Signs of the Zodiac
Below the level of the balcony are the Signs of the Zodiac modelled for the Coade factory by J C F Rossi, who took his designs from the Farnese Globe, a celestial globe (now in the Museo Nationale, Naples) which has survived from Roman times and is thought to be a Roman copy of a Greek original. A map of an 'Ancient Globe of the Heavens' taken from the Farnese Globe had been published in Spence's Polymetis in 1747, and it was this map that Rossi used as a model for the Observatory's Zodiac signs. The number of Zodiac panels is not 12 but 11 – the signs for Scorpio (the scorpion) and Libra (the scales) are combined both on the Farnese Globe and on the Observatory.
It has long been recognised that the names given by both Greeks and Romans to the signs of the zodiac derive from Greek mythology. For example, Aries is the ram whose golden fleece was recovered by Jason, Taurus the bull whose form Zeus assumed when he abducted Europa, and Leo the lion slain by Herakles (Hercules) as the first of his twelve labours. The curious form of Capricornus, the goat with a fish-tail, derives from the myth in which the god Pan jumped into the water just as he was changing shape in an attempt to escape from the monster Typhon. While the half of him above the water assumed the shape of a goat, the lower half became a fish.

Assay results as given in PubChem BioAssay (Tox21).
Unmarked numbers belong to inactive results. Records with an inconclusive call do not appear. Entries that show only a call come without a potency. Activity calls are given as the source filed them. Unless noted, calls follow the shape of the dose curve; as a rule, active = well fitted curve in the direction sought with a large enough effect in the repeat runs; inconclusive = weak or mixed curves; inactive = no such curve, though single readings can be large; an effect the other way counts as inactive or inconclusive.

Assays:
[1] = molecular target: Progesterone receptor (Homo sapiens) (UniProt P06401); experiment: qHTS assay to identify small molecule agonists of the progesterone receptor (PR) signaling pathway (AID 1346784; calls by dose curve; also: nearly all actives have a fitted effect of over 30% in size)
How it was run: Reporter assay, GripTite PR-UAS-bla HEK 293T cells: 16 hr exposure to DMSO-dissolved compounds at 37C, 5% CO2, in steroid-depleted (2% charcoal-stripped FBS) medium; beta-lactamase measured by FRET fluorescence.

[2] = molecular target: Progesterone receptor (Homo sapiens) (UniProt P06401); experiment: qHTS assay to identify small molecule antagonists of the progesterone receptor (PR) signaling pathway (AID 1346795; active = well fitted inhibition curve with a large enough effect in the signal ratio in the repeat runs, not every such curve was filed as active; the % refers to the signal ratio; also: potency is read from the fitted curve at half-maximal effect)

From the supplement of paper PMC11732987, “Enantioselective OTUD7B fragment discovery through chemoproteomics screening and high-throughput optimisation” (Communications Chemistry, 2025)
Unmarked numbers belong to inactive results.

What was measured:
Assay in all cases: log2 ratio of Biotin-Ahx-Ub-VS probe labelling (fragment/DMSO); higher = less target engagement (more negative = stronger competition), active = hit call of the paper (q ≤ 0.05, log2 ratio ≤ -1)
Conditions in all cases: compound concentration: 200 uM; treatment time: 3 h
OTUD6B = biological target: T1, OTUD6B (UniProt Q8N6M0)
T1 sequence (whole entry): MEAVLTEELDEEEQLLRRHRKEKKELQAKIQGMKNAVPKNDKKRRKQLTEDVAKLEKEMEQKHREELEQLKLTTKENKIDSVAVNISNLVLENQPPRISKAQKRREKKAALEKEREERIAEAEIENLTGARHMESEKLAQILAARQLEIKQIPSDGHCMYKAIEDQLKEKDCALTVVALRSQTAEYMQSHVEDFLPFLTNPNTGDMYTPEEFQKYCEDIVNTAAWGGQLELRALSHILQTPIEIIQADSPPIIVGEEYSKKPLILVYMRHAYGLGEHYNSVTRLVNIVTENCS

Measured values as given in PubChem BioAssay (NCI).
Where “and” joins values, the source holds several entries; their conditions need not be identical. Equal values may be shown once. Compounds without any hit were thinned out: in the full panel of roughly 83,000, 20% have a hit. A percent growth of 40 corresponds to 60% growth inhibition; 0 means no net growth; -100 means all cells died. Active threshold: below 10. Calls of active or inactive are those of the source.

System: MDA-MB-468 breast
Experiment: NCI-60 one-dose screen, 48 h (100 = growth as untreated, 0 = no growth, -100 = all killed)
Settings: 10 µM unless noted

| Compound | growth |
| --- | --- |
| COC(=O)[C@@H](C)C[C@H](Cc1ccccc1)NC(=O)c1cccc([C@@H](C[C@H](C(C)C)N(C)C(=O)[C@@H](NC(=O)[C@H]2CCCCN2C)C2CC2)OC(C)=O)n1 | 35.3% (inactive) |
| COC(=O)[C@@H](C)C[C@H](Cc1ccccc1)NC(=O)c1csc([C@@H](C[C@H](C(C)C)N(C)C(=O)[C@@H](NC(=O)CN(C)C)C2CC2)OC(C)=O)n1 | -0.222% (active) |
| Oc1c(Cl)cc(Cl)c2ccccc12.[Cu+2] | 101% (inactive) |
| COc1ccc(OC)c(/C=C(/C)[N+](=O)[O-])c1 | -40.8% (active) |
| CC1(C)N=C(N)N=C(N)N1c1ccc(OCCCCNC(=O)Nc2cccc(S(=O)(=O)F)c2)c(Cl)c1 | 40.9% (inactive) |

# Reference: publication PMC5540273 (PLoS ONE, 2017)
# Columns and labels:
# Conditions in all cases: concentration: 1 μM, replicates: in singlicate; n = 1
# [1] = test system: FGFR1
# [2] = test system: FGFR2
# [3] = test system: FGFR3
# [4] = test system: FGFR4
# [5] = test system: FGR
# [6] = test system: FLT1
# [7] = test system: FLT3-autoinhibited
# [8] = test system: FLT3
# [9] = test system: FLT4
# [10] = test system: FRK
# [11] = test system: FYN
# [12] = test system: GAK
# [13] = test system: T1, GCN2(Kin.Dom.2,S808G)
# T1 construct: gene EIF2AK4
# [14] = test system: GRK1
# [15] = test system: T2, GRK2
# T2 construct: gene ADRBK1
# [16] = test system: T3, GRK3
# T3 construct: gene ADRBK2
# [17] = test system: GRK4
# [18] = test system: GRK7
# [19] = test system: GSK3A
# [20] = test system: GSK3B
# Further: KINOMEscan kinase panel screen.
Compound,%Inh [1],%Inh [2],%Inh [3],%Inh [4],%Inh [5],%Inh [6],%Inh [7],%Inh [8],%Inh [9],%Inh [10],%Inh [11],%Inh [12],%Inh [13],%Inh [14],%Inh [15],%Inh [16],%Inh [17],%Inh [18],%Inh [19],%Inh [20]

Morning, Noon and Evening
In between the signs of the zodiac on the north face are the three Morning, Noon and Evening panels, also in Coade stone, which were the work of a third sculptor, Robert Smirke. On the Morning and Noon panels, the quadriga (four-horse chariot) of Helios (the sun) is seen riding across the sky, and the Evening panel depicts Nyx (the night) with Artemis (goddess of the moon) setting off for the night's journey.
The Eight Winds
The figures of the Eight Winds appeared on the original Tower of the Winds in Athens and were used by the sculptor John Bacon (1740-99) as the basis for his designs for the flying figures round the top of the stonework of the Observatory. Bacon also designed the two statues (in cast iron) of Atlas and Hercules who support the globe on the roof. The condition of the Windrush stone of which the Eight Winds are made compares unfavourably with that of the Coade stone of the Zodiac and other figures below, which has successfully withstood the elements for two centuries.